States cannot impose their own rate ceilings because of a 1978 U.S. Supreme Court ruling that permitted banks to "export" uncapped credit-card interest rates in their headquarter state to customers throughout the nation.
Consumer advocates say banking regulators in Delaware and South Dakota have become industry champions rather than watchdogs. Delaware Bank Commissioner Robert A. Glen did not return repeated phone calls inquiring what his agency is doing to police or curb abusive practices of the major credit-card banks based in his mid-Atlantic state.
Due to limited government oversight, neither regulators nor industry analysts have the means to determine the degree to which lenders are taking customers to the highest default rates allowed in cardholder agreements accepted at the time of application.
The default rates typically are set at the prime interest rate -- currently 7.25% -- plus an added percentage of up to 25%. But issuers can jack rates much higher when card agreements expire, typically two years from the issue date.
The New York State Banking Department has been fielding more than 50 complaints a day recently from credit-card customers, mostly about steep interest-rate hikes, agency spokeswoman Jacqueline McCormack said. The department lacks the authority to do anything about them, she said.
Industry analysts said they'd be surprised if banks are increasing hair-trigger repricing, but acknowledged that rate repricing is the only means they have to manage risk with existing customers.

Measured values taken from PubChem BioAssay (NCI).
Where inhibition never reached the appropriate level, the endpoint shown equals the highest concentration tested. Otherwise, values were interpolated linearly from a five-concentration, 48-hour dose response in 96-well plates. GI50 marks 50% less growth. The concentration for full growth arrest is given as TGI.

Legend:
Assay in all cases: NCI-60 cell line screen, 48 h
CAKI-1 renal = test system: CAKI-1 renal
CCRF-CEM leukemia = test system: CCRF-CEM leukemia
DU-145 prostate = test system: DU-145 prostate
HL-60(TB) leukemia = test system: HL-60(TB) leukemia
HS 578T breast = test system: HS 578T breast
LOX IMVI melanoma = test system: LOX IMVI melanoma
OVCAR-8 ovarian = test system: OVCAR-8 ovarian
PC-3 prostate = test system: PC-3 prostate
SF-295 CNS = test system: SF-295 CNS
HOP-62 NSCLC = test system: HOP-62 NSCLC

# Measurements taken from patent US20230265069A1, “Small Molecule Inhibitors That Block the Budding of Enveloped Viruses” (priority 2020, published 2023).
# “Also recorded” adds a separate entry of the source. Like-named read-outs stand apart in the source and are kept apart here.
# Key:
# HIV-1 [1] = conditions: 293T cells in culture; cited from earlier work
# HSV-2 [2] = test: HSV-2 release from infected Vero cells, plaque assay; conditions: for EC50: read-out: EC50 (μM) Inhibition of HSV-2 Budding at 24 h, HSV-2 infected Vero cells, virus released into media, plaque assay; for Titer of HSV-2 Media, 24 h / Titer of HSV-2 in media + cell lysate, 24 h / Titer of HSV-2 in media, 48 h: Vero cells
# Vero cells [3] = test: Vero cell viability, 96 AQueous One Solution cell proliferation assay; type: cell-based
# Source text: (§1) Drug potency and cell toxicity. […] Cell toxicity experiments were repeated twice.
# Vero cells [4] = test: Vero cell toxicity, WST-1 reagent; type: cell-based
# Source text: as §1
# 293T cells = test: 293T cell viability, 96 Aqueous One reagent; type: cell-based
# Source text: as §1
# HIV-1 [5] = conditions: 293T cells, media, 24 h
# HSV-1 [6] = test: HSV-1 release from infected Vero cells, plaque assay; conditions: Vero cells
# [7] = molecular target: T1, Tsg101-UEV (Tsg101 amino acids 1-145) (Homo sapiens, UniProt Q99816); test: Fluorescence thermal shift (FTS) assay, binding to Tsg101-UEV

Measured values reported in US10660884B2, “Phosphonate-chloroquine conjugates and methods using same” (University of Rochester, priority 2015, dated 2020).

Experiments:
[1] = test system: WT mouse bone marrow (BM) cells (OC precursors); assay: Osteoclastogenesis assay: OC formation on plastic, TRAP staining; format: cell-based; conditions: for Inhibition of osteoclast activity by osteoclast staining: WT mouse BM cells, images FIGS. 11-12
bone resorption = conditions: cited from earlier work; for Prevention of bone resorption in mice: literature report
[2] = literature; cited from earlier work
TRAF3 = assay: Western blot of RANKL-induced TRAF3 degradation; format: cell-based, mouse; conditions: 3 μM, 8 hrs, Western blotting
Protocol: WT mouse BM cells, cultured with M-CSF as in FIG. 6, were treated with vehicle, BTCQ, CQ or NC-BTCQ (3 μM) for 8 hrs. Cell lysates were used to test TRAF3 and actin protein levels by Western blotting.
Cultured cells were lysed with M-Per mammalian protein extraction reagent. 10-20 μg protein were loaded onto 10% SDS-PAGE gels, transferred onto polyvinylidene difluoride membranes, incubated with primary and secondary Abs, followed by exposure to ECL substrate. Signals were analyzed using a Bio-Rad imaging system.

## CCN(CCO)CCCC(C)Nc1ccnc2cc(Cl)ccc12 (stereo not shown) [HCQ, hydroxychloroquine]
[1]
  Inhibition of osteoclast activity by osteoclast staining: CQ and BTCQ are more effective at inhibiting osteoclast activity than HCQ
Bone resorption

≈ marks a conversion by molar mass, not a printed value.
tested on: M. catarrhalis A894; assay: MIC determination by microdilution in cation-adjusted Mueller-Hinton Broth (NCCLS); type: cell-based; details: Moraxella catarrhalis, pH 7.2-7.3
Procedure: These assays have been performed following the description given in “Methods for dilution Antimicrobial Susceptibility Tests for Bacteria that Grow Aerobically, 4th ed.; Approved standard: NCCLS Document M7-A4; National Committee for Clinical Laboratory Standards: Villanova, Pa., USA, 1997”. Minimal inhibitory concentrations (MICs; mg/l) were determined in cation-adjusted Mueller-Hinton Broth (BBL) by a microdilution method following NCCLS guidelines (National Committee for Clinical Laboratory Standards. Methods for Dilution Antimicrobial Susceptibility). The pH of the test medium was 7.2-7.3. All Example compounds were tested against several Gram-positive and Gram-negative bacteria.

"Credit-card issuers are tightening standards. They are on red alert," said Scott Valentin, a banking analyst with Friedman Billings Ramsey.
"I'd be surprised if they're resorting to hair-trigger repricing on a widespread scale with all the political scrutiny on them," said Curtis Arnold, founder of cardratings.com. "It would be crazy for them to start engaging in such egregious activity en masse when they're already under the gun."
Long criticized for regulatory laxity under former Chairman Alan Greenspan, the Federal Reserve is proposing that cardholders get 45-day notice of a rate hike, with the option to cease charge activity and retire the balance at the existing interest rate. Banks currently don't have to give any notice and some backdate punitive rate hikes to the start of the last billing cycle.
U.S. Sens. Carl Levin, D-Mich., and Claire McCaskill, D-Mo., introduced the Stop Unfair Practices in Credit Cards Act in May following an investigation and hearing by the Permanent Subcommittee on Investigations, which Levin chairs. Among the act's provisions: A limit on penalty rate hikes of no more than 7 percentage points.
Rate hikes could apply only to future credit-card debt and not to debt incurred prior to the increase.
A prohibition on "pay to pay" fees when cardholders make a payment, whether by mail, telephone, electronic transfer or otherwise.
A requirement that payments be applied first to balances with the highest interest charge and not the lowest as is now the general practice.
The overriding issue is the unchecked hand lenders have to change terms virtually at will, said Maloney, who is preparing to introduce reform legislation in the House subcommittee she chairs.
"Disclosure isn't enough to protect consumers when the issuer can change terms of the contract at any time and in any way," Maloney said. "Many issuers can and do change the interest rate, the penalties, over-limit fees, how rates are calculated, the payment date and many other features."
For now, the lone recourse for those hit with high default rates is an appeal to the lender to rescind the hike if they have a solid account record. Citibank's Wang encourages just that: "If a customer believes he or she has been treated unfairly, we strongly encourage the customer to contact us directly."
Chris Pummer is a former senior editor for MarketWatch and Bloomberg News and a former reporter for such papers as the Los Angeles Times and San Jose Mercury News.